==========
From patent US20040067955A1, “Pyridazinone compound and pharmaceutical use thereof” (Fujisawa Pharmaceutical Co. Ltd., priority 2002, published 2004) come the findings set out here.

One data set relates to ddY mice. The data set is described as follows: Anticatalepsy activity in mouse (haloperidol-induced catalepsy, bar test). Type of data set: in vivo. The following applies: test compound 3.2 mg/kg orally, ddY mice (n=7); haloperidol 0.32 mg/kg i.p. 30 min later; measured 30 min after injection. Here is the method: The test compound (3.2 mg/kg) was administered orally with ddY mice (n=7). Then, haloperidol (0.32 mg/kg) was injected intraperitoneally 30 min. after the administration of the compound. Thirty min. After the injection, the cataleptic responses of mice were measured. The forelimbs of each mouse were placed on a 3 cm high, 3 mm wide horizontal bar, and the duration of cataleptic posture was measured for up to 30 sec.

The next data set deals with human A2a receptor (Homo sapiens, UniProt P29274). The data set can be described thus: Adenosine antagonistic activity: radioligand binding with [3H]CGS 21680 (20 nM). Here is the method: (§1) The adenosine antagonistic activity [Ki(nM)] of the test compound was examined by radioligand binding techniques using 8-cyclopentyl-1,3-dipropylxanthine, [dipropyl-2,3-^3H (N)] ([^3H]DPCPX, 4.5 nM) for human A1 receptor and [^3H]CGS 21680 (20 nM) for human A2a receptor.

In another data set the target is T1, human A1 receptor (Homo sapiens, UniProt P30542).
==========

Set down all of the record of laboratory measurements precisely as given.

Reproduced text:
From patent US20040067955A1, “Pyridazinone compound and pharmaceutical use thereof” (Fujisawa Pharmaceutical Co. Ltd., priority 2002, published 2004) come the findings set out here.

One data set relates to ddY mice. The data set is described as follows: Anticatalepsy activity in mouse (haloperidol-induced catalepsy, bar test). Type of data set: in vivo. The following applies: test compound 3.2 mg/kg orally, ddY mice (n=7); haloperidol 0.32 mg/kg i.p. 30 min later; measured 30 min after injection. Here is the method: The test compound (3.2 mg/kg) was administered orally with ddY mice (n=7). Then, haloperidol (0.32 mg/kg) was injected intraperitoneally 30 min. after the administration of the compound. Thirty min. After the injection, the cataleptic responses of mice were measured. The forelimbs of each mouse were placed on a 3 cm high, 3 mm wide horizontal bar, and the duration of cataleptic posture was measured for up to 30 sec.

The next data set deals with human A2a receptor (Homo sapiens, UniProt P29274). The data set can be described thus: Adenosine antagonistic activity: radioligand binding with [3H]CGS 21680 (20 nM). Here is the method: (§1) The adenosine antagonistic activity [Ki(nM)] of the test compound was examined by radioligand binding techniques using 8-cyclopentyl-1,3-dipropylxanthine, [dipropyl-2,3-^3H (N)] ([^3H]DPCPX, 4.5 nM) for human A1 receptor and [^3H]CGS 21680 (20 nM) for human A2a receptor.

In another data set the target is T1, human A1 receptor (Homo sapiens, UniProt P30542).